MONDAY, NOVEMBER 15: With the Christmas season fast approaching, Orthodox Christians will begin their own preparation for Christ’s birth today: Nov. 15 begins the Nativity fast. For Orthodox Christians, today begins the joyous 40-day fast that precedes the Great Feast of the Nativity. By focusing less on food and more on others, Orthodox Christians truly get into the “Christmas spirit!” Traditionally, not only do the faithful focus on Jesus’ birth but they also think more about giving to charity and helping those less fortunate.
Orthodox Christians also expend energy fasting from sin, while fasting from food. (Read one perspective on the traditional fast at Orthodox Church in America.)
Fasting is a spiritual discpline that is central to the Orthodox year, especially before Christmas and Easter. These fasts are far stricter than in most other branches of Christianity, reflecting many centuries of family life especially in rural areas around the world. While giving up meat, dairy, wine and oil may sound impossibly strict, many Orthodox countries have tasty, healthy dishes served primarily during the fasting seasons. (See OrthodoxWiki for more fasting details. Then, if you’re more concerned about recipes, check out this page on fasting recipes, assembled by St. George Greek Orthodox Church in South Carolina.)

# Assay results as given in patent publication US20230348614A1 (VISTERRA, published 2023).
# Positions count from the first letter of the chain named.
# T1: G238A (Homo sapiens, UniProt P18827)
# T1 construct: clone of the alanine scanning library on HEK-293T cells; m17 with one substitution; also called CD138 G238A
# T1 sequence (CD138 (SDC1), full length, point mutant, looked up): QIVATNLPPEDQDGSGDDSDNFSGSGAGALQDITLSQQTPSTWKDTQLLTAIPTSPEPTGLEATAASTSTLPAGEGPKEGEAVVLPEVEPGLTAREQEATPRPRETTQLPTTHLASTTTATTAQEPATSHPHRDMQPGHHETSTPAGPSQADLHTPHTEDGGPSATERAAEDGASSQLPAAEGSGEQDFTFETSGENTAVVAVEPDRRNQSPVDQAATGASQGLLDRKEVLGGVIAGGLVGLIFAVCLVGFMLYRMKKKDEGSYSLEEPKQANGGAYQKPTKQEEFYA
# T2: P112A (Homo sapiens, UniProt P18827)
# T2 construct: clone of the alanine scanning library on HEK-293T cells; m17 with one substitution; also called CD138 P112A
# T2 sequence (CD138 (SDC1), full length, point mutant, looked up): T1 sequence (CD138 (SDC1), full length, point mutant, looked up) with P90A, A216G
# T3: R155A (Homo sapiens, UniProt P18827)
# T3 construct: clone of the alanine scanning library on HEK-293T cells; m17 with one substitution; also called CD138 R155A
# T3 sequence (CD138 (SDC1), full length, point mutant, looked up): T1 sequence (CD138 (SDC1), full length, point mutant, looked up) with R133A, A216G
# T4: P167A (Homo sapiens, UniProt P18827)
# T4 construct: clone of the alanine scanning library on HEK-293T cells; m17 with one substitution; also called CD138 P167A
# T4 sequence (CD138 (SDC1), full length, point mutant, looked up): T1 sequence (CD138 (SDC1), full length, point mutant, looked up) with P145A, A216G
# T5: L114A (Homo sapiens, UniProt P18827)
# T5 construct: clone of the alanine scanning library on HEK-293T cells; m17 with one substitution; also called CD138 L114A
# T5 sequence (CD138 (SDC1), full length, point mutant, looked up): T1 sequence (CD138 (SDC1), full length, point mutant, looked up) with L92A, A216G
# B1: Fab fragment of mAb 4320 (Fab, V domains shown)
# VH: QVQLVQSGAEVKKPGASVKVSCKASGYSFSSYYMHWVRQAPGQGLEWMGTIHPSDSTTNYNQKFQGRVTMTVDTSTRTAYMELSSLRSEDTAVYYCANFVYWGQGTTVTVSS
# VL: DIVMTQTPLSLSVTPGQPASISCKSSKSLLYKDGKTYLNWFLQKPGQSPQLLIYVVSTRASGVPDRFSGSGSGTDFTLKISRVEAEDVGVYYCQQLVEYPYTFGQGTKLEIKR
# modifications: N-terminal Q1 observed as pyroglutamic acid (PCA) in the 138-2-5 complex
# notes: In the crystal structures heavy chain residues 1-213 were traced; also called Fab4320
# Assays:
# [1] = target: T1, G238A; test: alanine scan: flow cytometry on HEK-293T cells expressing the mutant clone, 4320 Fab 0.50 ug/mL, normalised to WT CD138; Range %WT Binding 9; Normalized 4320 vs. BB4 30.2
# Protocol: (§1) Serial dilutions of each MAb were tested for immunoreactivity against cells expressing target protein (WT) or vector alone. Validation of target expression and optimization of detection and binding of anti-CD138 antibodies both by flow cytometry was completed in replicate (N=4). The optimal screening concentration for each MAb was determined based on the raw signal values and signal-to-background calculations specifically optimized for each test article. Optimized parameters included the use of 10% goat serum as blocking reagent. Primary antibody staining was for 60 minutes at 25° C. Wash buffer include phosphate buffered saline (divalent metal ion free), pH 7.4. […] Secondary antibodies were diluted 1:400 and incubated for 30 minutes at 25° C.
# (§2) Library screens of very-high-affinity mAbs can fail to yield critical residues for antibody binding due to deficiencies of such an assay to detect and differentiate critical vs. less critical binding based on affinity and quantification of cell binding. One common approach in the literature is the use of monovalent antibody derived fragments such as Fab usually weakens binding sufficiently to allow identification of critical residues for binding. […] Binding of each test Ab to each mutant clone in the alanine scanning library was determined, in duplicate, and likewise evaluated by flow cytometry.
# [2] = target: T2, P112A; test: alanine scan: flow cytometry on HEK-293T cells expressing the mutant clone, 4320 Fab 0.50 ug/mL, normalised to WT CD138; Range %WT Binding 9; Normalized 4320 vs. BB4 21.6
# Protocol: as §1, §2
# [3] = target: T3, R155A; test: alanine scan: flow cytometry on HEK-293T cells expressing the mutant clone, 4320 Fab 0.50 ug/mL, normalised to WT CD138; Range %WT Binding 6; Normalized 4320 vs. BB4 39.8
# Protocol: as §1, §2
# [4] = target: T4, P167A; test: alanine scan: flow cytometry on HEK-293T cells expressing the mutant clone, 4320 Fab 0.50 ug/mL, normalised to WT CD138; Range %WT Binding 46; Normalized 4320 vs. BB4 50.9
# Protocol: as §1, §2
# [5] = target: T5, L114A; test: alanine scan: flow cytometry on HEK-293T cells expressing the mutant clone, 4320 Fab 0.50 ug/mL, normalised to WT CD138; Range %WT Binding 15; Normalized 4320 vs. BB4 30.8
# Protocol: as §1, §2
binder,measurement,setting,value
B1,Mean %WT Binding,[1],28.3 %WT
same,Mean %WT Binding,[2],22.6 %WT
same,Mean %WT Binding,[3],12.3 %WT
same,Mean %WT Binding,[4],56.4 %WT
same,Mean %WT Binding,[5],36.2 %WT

The Nativity fast is essentially divided into two portions: the first portion, observed Nov. 15-Dec. 19, is when devotees fast from meat, dairy, fish, wine and oil but are given designated days “off”: the second portion, observed Dec. 20-24, is when devotees observe the fast strictly. (The Antiochian Orthodox Christian Archdiocese of North America offers a detailed chart of fast days.)
Several feasts fall within the Nativity fast. These days “off” include St. Andrew’s Day, St. Nicholas Day, the Sunday of the Forefathers and the Sunday of the Fathers.